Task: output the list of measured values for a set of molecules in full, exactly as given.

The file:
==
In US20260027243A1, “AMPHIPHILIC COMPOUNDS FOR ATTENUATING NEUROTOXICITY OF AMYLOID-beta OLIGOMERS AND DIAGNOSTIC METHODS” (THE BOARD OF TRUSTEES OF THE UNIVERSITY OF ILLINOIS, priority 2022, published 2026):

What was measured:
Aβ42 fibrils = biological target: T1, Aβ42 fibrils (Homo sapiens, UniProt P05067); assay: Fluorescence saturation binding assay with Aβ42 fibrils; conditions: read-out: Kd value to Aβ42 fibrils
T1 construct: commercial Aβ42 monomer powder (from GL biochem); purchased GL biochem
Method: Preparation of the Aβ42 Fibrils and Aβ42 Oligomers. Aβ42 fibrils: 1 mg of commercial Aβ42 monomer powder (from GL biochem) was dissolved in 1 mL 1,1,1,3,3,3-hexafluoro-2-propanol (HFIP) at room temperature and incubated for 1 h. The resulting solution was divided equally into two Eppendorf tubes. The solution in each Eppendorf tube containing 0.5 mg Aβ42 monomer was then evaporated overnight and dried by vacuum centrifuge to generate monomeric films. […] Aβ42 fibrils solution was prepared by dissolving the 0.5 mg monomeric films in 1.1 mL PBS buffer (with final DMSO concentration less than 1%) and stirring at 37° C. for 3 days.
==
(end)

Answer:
In US20260027243A1, “AMPHIPHILIC COMPOUNDS FOR ATTENUATING NEUROTOXICITY OF AMYLOID-beta OLIGOMERS AND DIAGNOSTIC METHODS” (THE BOARD OF TRUSTEES OF THE UNIVERSITY OF ILLINOIS, priority 2022, published 2026):

What was measured:
Aβ42 fibrils = biological target: T1, Aβ42 fibrils (Homo sapiens, UniProt P05067); assay: Fluorescence saturation binding assay with Aβ42 fibrils; conditions: read-out: Kd value to Aβ42 fibrils
T1 construct: commercial Aβ42 monomer powder (from GL biochem); purchased GL biochem
Method: Preparation of the Aβ42 Fibrils and Aβ42 Oligomers. Aβ42 fibrils: 1 mg of commercial Aβ42 monomer powder (from GL biochem) was dissolved in 1 mL 1,1,1,3,3,3-hexafluoro-2-propanol (HFIP) at room temperature and incubated for 1 h. The resulting solution was divided equally into two Eppendorf tubes. The solution in each Eppendorf tube containing 0.5 mg Aβ42 monomer was then evaporated overnight and dried by vacuum centrifuge to generate monomeric films. […] Aβ42 fibrils solution was prepared by dissolving the 0.5 mg monomeric films in 1.1 mL PBS buffer (with final DMSO concentration less than 1%) and stirring at 37° C. for 3 days.